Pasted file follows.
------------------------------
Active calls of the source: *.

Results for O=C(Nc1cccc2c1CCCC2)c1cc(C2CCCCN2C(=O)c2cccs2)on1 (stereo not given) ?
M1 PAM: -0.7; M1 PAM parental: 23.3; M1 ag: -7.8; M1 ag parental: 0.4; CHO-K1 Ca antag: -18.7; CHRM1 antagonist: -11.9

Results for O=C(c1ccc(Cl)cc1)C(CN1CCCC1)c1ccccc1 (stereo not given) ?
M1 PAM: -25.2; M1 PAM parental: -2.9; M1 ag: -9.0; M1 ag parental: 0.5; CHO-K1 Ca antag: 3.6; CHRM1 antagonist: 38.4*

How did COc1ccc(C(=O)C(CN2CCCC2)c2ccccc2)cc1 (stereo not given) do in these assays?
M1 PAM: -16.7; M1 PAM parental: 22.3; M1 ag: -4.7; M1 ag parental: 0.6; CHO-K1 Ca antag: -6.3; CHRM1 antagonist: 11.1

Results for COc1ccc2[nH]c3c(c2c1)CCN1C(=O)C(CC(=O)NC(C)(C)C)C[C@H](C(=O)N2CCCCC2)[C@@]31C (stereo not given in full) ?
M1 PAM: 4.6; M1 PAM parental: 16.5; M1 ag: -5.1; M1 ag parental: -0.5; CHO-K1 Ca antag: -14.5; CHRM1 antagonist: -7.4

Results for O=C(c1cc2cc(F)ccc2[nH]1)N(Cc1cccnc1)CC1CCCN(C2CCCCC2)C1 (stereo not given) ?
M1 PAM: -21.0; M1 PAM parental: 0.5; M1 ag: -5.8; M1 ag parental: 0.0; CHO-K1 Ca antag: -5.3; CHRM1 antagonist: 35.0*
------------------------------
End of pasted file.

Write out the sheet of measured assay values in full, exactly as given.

Active calls of the source: *.

Results for O=C(Nc1cccc2c1CCCC2)c1cc(C2CCCCN2C(=O)c2cccs2)on1 (stereo not given) ?
M1 PAM: -0.7; M1 PAM parental: 23.3; M1 ag: -7.8; M1 ag parental: 0.4; CHO-K1 Ca antag: -18.7; CHRM1 antagonist: -11.9

Results for O=C(c1ccc(Cl)cc1)C(CN1CCCC1)c1ccccc1 (stereo not given) ?
M1 PAM: -25.2; M1 PAM parental: -2.9; M1 ag: -9.0; M1 ag parental: 0.5; CHO-K1 Ca antag: 3.6; CHRM1 antagonist: 38.4*

How did COc1ccc(C(=O)C(CN2CCCC2)c2ccccc2)cc1 (stereo not given) do in these assays?
M1 PAM: -16.7; M1 PAM parental: 22.3; M1 ag: -4.7; M1 ag parental: 0.6; CHO-K1 Ca antag: -6.3; CHRM1 antagonist: 11.1

Results for COc1ccc2[nH]c3c(c2c1)CCN1C(=O)C(CC(=O)NC(C)(C)C)C[C@H](C(=O)N2CCCCC2)[C@@]31C (stereo not given in full) ?
M1 PAM: 4.6; M1 PAM parental: 16.5; M1 ag: -5.1; M1 ag parental: -0.5; CHO-K1 Ca antag: -14.5; CHRM1 antagonist: -7.4

Results for O=C(c1cc2cc(F)ccc2[nH]1)N(Cc1cccnc1)CC1CCCN(C2CCCCC2)C1 (stereo not given) ?
M1 PAM: -21.0; M1 PAM parental: 0.5; M1 ag: -5.8; M1 ag parental: 0.0; CHO-K1 Ca antag: -5.3; CHRM1 antagonist: 35.0*